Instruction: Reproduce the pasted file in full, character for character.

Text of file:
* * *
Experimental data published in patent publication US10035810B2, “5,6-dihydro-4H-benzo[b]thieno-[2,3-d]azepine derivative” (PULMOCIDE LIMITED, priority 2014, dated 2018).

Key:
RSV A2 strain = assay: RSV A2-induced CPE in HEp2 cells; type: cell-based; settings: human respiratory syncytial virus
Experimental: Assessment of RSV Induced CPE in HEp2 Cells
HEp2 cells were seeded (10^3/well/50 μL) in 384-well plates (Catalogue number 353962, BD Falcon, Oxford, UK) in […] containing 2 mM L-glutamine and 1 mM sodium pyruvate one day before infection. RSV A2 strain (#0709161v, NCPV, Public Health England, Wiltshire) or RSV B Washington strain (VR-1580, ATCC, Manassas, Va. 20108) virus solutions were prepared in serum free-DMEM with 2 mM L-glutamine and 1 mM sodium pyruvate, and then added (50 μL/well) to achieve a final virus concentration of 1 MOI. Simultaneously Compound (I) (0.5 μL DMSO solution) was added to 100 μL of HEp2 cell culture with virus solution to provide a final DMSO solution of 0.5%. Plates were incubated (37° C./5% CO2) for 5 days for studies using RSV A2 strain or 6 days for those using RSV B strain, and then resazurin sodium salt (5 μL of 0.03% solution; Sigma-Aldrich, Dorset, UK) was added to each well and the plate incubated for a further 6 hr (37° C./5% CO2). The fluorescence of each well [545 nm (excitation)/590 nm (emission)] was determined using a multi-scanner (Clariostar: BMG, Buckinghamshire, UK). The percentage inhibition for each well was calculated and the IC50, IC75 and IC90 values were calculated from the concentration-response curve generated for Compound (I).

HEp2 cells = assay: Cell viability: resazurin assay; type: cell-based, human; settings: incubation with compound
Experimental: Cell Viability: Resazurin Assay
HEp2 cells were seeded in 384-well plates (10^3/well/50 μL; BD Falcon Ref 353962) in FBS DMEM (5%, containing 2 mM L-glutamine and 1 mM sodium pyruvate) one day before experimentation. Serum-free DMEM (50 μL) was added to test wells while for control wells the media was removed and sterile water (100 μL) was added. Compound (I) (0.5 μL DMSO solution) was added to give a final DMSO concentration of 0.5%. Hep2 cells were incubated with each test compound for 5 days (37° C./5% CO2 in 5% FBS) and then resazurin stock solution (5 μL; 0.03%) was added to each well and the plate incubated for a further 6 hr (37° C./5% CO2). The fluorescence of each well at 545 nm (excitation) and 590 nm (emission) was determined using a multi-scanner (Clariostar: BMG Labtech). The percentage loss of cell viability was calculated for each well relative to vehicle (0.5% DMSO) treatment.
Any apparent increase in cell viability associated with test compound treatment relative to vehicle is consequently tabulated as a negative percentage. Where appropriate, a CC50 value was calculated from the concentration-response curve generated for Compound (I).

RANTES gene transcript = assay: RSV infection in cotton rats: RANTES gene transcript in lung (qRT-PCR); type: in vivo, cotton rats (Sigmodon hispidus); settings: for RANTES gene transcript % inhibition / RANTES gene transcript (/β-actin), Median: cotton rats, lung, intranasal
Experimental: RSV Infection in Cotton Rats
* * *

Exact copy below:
Experimental data published in patent publication US10035810B2, “5,6-dihydro-4H-benzo[b]thieno-[2,3-d]azepine derivative” (PULMOCIDE LIMITED, priority 2014, dated 2018).

Key:
RSV A2 strain = assay: RSV A2-induced CPE in HEp2 cells; type: cell-based; settings: human respiratory syncytial virus
Experimental: Assessment of RSV Induced CPE in HEp2 Cells
HEp2 cells were seeded (10^3/well/50 μL) in 384-well plates (Catalogue number 353962, BD Falcon, Oxford, UK) in […] containing 2 mM L-glutamine and 1 mM sodium pyruvate one day before infection. RSV A2 strain (#0709161v, NCPV, Public Health England, Wiltshire) or RSV B Washington strain (VR-1580, ATCC, Manassas, Va. 20108) virus solutions were prepared in serum free-DMEM with 2 mM L-glutamine and 1 mM sodium pyruvate, and then added (50 μL/well) to achieve a final virus concentration of 1 MOI. Simultaneously Compound (I) (0.5 μL DMSO solution) was added to 100 μL of HEp2 cell culture with virus solution to provide a final DMSO solution of 0.5%. Plates were incubated (37° C./5% CO2) for 5 days for studies using RSV A2 strain or 6 days for those using RSV B strain, and then resazurin sodium salt (5 μL of 0.03% solution; Sigma-Aldrich, Dorset, UK) was added to each well and the plate incubated for a further 6 hr (37° C./5% CO2). The fluorescence of each well [545 nm (excitation)/590 nm (emission)] was determined using a multi-scanner (Clariostar: BMG, Buckinghamshire, UK). The percentage inhibition for each well was calculated and the IC50, IC75 and IC90 values were calculated from the concentration-response curve generated for Compound (I).

HEp2 cells = assay: Cell viability: resazurin assay; type: cell-based, human; settings: incubation with compound
Experimental: Cell Viability: Resazurin Assay
HEp2 cells were seeded in 384-well plates (10^3/well/50 μL; BD Falcon Ref 353962) in FBS DMEM (5%, containing 2 mM L-glutamine and 1 mM sodium pyruvate) one day before experimentation. Serum-free DMEM (50 μL) was added to test wells while for control wells the media was removed and sterile water (100 μL) was added. Compound (I) (0.5 μL DMSO solution) was added to give a final DMSO concentration of 0.5%. Hep2 cells were incubated with each test compound for 5 days (37° C./5% CO2 in 5% FBS) and then resazurin stock solution (5 μL; 0.03%) was added to each well and the plate incubated for a further 6 hr (37° C./5% CO2). The fluorescence of each well at 545 nm (excitation) and 590 nm (emission) was determined using a multi-scanner (Clariostar: BMG Labtech). The percentage loss of cell viability was calculated for each well relative to vehicle (0.5% DMSO) treatment.
Any apparent increase in cell viability associated with test compound treatment relative to vehicle is consequently tabulated as a negative percentage. Where appropriate, a CC50 value was calculated from the concentration-response curve generated for Compound (I).

RANTES gene transcript = assay: RSV infection in cotton rats: RANTES gene transcript in lung (qRT-PCR); type: in vivo, cotton rats (Sigmodon hispidus); settings: for RANTES gene transcript % inhibition / RANTES gene transcript (/β-actin), Median: cotton rats, lung, intranasal
Experimental: RSV Infection in Cotton Rats